NEW YORK — Drugmakers are working to develop a pure, more powerful version of the nation’s second most-abused medicine, which has addiction experts worried that it could spur a new wave of abuse.

The new pills contain the highly addictive painkiller hydrocodone, packing up to 10 times the amount of the drug as existing medications such as Vicodin. Four companies have begun patient testing, and one of them — Zogenix — plans to apply early next year to begin marketing its product, Zohydro.

If approved, it would mark the first time patients could legally buy pure hydrocodone. Existing products combine the drug with nonaddictive painkillers such as acetaminophen.

Critics say they are especially worried about Zohydro, a timed-release drug meant for managing moderate to severe pain, because abusers could crush it to release an intense, immediate high.

“I have a big concern that this could be the next OxyContin,” said April Rovero, head of the National Coalition Against Prescription Drug Abuse. “We just don’t need this on the market.”

OxyContin, introduced in 1995 by Purdue Pharma of Stamford, Conn., was designed to manage pain with a formula that dribbled one dose of oxycodone over many hours.

Abusers quickly discovered they could defeat the timed-release feature by crushing the pills. Purdue Pharma changed the formula to make OxyContin more tamper-resistant, but addicts have moved on to generic oxycodone and other drugs that have no timed-release feature.

Oxycodone is now the most-abused medicine in the United States, with hydrocodone second, according to the Drug Enforcement Administration’s annual count of drug seizures sent to police drug labs for analysis.

The latest drug tests come as more drugmakers are getting into the $10 billion-a-year legal market for powerful — and addictive — opiate narcotics.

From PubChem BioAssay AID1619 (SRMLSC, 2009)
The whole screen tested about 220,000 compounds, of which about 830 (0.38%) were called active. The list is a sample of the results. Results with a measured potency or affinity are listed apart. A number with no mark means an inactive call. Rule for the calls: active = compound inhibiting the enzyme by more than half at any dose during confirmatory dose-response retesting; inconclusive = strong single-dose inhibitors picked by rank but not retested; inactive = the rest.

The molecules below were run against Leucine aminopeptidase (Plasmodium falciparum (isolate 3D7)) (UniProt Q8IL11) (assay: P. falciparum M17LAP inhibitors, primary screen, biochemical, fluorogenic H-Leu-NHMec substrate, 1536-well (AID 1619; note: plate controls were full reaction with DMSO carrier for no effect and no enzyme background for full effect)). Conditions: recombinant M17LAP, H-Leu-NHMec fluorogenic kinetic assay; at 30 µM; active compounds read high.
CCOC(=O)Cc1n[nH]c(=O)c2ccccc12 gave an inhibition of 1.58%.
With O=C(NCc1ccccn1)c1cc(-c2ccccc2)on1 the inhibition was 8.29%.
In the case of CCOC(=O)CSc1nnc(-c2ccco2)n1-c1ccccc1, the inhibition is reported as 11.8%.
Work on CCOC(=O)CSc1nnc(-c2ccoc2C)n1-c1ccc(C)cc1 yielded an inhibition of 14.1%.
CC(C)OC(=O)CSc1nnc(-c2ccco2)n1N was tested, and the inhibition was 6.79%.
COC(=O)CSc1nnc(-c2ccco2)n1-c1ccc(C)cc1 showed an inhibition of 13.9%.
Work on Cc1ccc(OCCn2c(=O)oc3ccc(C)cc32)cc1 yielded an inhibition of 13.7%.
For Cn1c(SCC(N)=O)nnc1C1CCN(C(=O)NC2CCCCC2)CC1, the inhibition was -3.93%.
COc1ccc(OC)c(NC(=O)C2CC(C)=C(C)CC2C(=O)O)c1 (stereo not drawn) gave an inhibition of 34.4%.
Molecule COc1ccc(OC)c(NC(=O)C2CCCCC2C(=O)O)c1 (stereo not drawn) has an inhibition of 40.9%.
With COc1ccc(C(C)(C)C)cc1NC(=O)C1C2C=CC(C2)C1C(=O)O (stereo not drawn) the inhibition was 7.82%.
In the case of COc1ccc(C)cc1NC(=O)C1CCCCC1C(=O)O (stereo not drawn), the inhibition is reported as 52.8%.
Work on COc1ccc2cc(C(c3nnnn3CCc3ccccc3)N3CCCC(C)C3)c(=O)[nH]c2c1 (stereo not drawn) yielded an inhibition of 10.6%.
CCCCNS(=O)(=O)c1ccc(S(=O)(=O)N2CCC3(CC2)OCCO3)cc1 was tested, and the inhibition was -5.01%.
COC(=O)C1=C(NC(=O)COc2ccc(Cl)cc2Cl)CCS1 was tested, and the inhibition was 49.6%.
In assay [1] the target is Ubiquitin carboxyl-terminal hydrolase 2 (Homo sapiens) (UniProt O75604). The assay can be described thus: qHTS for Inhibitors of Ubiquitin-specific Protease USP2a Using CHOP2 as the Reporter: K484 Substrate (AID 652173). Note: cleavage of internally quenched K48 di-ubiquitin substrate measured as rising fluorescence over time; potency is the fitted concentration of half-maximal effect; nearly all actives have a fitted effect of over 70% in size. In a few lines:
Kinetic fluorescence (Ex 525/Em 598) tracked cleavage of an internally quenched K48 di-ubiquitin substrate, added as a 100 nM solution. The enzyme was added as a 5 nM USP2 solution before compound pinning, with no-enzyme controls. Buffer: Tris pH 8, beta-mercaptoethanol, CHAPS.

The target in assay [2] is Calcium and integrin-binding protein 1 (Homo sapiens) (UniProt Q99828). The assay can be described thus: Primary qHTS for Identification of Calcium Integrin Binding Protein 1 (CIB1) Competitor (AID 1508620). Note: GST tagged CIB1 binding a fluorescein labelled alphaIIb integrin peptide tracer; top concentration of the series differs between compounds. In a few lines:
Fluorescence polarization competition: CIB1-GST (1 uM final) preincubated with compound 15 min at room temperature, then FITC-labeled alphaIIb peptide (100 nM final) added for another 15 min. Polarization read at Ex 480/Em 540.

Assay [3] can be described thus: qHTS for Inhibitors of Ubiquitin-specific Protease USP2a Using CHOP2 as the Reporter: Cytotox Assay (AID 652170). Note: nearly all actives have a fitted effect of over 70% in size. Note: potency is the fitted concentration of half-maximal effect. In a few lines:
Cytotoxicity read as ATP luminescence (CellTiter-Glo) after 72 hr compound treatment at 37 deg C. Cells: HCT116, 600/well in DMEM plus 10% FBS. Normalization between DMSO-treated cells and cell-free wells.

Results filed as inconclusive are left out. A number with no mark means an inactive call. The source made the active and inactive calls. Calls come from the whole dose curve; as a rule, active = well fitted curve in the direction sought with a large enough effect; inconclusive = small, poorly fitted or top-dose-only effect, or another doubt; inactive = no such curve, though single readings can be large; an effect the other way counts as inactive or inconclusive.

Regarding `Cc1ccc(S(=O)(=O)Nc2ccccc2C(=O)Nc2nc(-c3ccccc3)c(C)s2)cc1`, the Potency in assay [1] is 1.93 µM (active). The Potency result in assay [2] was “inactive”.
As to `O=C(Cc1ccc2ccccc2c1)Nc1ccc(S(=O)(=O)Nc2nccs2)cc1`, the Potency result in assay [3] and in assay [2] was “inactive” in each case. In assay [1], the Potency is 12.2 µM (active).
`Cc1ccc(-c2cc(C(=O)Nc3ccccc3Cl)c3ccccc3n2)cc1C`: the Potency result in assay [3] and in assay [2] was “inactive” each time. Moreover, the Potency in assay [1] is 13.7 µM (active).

“The whole supply-side system is set up to perpetuate this massive unloading of opioid narcotics on the American public,” said Peter Jackson, co-founder of Advocates for the Reform of Prescription Opioids.

The pharmaceutical firms say the new hydrocodone drugs give doctors another tool to try on patients in legitimate pain.

“Sometimes you circulate a patient between various opioids, and some may have a better effect than others,” said Karsten Lindhardt, chief executive of Egalet, which is testing its own pure hydrocodone product.

The companies say a pure hydrocodone pill would avoid liver problems linked to high doses of acetaminophen, an ingredient in products like Vicodin. They also say patients will be more closely supervised because, by law, they will have to return to their doctors each time they need more pills. Prescriptions for the weaker, hydrocodone-acetaminophen products now on the market can be refilled up to five times.

Zogenix, of San Diego, has finished three rounds of patient testing, and last week it announced it had held a final meeting with Food and Drug Administration officials to talk about its upcoming drug application. It plans to file the application in early 2012 and have Zohydro on the market by early 2013.

Purdue Pharma and Cephalon, a Frazer, Pa.-based unit of Israel-based Teva Pharmaceuticals, are conducting late-stage trials of their own hydrocodone drugs, according to documents filed with federal regulators. In May, Purdue Pharma received a patent applying extended-release technology to hydrocodone.

Meanwhile, Denmark-based Egalet has finished the most preliminary stages of testing aimed at determining a drug’s basic safety. The company could have a product on the market as early as 2015 but wants to see how the other firms fare with the FDA before deciding whether to move forward, Lindhardt said.

Critics say they are troubled by the dark side of the boom in narcotic painkillers: murders, pharmacy robberies and millions of dollars lost by hospitals that must treat overdose victims.

Thousands of legitimate pain patients are becoming addicted to prescription painkillers, they say, in addition to the thousands more who abuse the drugs.

Prescription painkillers led to almost 15,000 deaths in 2008, compared to 4,000 in 1999, the Centers for Disease Control and Prevention reported last month.

Emergency room visits related to hydrocodone abuse have shot from 19,221 in 2000 to 86,258 in 2009, according to data compiled by the Drug Enforcement Administration. In Florida alone, hydrocodone caused 910 deaths and contributed to 1,803 others between 2003 and 2007.

FDA spokeswoman Erica Jefferson said the agency would not comment on its discussions with drug companies, citing the need to protect trade secrets.

The DEA, which enforces controls on medicines along with the FDA, said it could not comment on drugs that have not yet been approved for sale.